Safety and Happiness

Marcus Annaeus Seneca saidWhere fear is, happiness is not.”.

If we don’t feel safe or happy, then it is because we feel fearful about something. If we don’t know why we don’t feel safe or happy, then it is because mechanisms are keeping our fear from our conscious awareness for fear they might overwhelm us if we were to become conscious of them.

Unfortunately, when the cause of our unhappiness is internal and unconscious, say for instance, because it is a repressed fear too intolerable to face, we will seek something or someone outside of ourselves to blame our unhappiness on. We will find something or someone that we can say to ourselves; this person or that object makes us feel unsafe. But it is often the fact that this external subject/object is merely a substitute for an internal cause that may be both cognitive and biological in nature.

1.      Fear

If, as our brains are still in their development stage (Generally the brain begins to develop in the foetus at around 3 weeks after conception, and all major development has completed by around the age of 3 years old with the exception of the prefrontal cortex) the brain experiences any prolonged periods of stress, where it experiences, say a perceived threat to survival, all energies that would normally go towards development, focus on developing the part of the brain devoted to responding to our survival needs. All other areas would be starved of energy so development will be slowed or halted. Study and research has shown an enlarged Amygdala and reduced volume in other just about all other areas of the brain in children that have suffered periods of extreme and prolonged stress as developing infants. Such experiences would include; parental abandonment, parental abuse, war, etc. Of the parental abandonment, maternal abandonment tends to be by far the worse, especially in the first year of life. The mother & child bond is an important step in the development of a baby’s emotional brain. It literally kick starts certain areas of development and without that initial kick start the development of the babies emotional bonding system can become dysfunctional. This is a key system and its dysfunctional symptoms can be found in many of the behavioural disorders classified in the mental health field today. Current research is being done in to the hormone “Oxytocin” and how this hormone may play a key role in that early emotional bonding and Oxytocin is found in breast milk (This fact initially reminded me of the common put down “He was never breast fed”!). Research has shown that low levels of Oxytocin may affect our ability to form healthy relationships and develop trust. While high levels of Oxytocin are found in animals that form lifelong relational bonds with partners.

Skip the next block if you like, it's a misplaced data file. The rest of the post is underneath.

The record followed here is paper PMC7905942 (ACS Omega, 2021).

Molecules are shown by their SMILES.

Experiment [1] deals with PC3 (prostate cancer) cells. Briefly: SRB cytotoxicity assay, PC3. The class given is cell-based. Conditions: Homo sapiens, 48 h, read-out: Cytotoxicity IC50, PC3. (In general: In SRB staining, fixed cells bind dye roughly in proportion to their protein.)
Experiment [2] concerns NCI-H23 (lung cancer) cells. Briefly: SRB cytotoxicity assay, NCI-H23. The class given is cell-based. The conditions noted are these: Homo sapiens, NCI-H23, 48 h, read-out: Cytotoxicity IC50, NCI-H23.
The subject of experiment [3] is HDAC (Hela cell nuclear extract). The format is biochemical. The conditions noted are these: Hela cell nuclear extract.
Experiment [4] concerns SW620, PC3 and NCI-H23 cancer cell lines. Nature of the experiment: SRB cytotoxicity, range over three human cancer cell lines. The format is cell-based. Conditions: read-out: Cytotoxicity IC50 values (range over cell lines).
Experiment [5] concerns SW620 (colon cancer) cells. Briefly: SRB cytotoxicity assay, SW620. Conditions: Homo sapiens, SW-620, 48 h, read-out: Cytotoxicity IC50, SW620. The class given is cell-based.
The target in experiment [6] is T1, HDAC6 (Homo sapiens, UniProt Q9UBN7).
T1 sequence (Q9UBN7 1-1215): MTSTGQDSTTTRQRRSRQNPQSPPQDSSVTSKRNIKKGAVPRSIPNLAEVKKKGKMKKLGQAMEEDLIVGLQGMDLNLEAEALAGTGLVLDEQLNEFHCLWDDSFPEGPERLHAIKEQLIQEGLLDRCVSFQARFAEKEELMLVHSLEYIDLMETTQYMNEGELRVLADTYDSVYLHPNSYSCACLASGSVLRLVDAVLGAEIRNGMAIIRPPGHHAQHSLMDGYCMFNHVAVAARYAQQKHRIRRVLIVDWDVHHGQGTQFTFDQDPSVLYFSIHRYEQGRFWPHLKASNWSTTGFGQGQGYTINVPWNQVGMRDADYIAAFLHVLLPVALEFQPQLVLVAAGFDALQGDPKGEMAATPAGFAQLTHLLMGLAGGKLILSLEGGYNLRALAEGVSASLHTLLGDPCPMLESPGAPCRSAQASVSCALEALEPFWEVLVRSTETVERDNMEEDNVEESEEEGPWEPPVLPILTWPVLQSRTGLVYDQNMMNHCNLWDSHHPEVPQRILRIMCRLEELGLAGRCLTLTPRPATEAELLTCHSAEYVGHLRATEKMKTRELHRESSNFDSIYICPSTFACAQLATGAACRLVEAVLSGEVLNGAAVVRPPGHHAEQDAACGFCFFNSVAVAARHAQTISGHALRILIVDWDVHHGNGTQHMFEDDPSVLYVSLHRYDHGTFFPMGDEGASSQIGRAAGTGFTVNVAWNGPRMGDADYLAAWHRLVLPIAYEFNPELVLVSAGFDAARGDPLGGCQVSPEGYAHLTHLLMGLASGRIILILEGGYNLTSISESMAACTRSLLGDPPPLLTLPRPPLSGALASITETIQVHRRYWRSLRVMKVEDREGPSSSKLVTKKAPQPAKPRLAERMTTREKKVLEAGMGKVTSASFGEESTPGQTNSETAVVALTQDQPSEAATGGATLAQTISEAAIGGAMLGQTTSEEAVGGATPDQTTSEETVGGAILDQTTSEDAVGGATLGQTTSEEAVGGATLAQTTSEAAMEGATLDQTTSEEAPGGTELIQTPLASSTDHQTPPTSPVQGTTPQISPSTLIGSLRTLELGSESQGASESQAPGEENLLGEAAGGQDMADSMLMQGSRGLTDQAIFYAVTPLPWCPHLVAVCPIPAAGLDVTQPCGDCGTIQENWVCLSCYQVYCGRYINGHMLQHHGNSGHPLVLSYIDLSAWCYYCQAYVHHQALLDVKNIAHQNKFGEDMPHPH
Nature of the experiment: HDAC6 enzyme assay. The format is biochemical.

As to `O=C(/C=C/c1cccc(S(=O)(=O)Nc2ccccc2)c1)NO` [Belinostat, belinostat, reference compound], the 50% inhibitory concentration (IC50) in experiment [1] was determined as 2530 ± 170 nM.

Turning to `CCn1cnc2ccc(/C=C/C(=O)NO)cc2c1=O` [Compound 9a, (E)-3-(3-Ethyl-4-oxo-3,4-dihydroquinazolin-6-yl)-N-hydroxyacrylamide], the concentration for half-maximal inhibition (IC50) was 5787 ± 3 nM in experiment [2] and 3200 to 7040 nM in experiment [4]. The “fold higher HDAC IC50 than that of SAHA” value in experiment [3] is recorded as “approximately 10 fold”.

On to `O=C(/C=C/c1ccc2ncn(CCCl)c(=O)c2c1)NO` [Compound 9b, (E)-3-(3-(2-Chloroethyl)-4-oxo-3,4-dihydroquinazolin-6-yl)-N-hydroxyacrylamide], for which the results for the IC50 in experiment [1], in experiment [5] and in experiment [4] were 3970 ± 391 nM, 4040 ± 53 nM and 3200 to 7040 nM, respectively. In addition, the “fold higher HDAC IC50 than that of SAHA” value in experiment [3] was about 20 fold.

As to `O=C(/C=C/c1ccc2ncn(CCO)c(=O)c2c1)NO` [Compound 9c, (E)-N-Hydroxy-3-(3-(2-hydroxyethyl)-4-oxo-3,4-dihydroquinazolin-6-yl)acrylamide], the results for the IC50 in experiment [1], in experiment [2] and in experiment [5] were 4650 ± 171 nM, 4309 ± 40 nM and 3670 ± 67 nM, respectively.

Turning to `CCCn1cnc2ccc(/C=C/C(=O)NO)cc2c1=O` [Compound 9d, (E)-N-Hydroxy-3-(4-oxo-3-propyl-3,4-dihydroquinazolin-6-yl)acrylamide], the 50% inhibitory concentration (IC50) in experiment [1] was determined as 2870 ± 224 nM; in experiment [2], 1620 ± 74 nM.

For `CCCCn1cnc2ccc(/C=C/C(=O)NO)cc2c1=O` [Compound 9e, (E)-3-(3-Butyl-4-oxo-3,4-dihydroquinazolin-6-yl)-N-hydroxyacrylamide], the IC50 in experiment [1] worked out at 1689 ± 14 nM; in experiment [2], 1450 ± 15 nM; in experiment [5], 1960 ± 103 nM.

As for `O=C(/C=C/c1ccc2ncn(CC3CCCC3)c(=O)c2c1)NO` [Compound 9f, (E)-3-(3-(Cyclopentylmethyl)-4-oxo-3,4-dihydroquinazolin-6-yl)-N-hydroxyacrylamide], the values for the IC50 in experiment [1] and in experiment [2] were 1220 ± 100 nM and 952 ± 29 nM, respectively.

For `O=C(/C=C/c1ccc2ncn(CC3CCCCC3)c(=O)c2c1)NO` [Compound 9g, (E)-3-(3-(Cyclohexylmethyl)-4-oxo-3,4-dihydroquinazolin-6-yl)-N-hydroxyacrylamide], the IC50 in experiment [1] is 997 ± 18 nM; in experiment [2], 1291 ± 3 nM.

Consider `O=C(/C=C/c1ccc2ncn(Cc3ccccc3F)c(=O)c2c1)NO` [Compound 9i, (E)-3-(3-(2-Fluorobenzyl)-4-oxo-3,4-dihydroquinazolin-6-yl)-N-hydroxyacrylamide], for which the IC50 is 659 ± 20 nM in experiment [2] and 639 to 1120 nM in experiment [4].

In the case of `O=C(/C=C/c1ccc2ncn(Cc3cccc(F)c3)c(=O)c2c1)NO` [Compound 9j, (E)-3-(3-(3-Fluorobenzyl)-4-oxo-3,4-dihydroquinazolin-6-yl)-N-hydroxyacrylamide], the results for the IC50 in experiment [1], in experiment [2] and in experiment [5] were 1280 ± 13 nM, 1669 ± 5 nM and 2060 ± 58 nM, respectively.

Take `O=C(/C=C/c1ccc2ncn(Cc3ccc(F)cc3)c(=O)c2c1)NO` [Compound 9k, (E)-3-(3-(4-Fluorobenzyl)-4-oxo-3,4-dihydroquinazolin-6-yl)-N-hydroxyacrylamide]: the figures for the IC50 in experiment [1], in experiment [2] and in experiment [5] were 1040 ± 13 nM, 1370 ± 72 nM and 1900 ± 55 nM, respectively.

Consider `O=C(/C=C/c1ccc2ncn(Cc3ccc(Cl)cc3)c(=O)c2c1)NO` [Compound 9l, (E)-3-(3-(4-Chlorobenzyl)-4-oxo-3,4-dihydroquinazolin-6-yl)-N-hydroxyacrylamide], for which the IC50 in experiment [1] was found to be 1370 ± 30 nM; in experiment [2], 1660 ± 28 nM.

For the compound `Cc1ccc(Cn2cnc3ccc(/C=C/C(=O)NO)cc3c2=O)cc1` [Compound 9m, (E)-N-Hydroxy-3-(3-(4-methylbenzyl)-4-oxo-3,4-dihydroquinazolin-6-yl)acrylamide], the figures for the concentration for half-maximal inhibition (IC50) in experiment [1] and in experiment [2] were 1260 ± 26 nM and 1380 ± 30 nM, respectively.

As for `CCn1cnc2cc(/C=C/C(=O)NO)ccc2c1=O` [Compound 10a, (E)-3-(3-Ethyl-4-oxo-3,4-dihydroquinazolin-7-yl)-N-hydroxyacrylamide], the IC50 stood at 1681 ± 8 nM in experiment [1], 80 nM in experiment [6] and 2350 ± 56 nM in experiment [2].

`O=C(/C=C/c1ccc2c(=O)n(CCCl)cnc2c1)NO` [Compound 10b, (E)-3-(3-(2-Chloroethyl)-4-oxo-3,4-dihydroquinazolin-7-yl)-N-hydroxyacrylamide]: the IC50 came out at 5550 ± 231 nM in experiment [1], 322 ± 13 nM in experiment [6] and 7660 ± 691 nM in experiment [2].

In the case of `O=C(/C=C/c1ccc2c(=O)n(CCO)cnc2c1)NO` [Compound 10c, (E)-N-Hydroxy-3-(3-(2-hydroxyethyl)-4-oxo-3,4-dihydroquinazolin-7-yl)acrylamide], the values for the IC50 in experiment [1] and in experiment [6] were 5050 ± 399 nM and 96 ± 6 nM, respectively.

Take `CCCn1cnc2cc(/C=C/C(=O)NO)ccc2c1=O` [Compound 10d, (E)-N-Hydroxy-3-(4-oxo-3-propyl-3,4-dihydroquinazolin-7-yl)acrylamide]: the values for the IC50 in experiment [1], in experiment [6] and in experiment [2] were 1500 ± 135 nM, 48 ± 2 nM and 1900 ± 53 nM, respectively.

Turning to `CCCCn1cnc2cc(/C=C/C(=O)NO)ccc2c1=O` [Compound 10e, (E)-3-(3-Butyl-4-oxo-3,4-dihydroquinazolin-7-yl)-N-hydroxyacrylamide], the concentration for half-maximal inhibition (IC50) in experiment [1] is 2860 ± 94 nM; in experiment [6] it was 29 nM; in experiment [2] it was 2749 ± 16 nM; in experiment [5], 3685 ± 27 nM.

The result of this enlarged amygdala, along with reduced key areas in the brain associated with emotional regulation, impulse control, etc. Is that the subsequent child or adult would have a highly developed area of the brain associated with watching for and responding to danger and threat. This is a state referred to as Hyper-aroused. And because the areas of the brain associated with turning down hyper-arousal did not develop properly, the child or adult will be in a hyper-sensitive state of readiness to respond to threat or danger. In other words they would be hyper-vigilant for things to fear. The fear part of their brain would be so sensitive to potential threats that they might see danger in even the slightest indiscretions or failings or may even totally imagine and invent a danger or threat in order to feed the unconscious need to rationalise and justify the internal state of fear upon. A baby’s primary fears are focused on getting its basic needs met, this soothes the fear response. Not getting it’s basic needs met is perceived as a threat to survival and this is experienced as trauma. The mother’s primary role is to sooth a baby’s fears and this in turn teaches the baby how to sooth itself. If this important lesson is missed or inadequately administered, or is inconsistent and subject to long breaks the subsequent child/adolescent/adult may never properly develop the mechanism to sooth their own stress response without intervention in the form of therapy of some kind.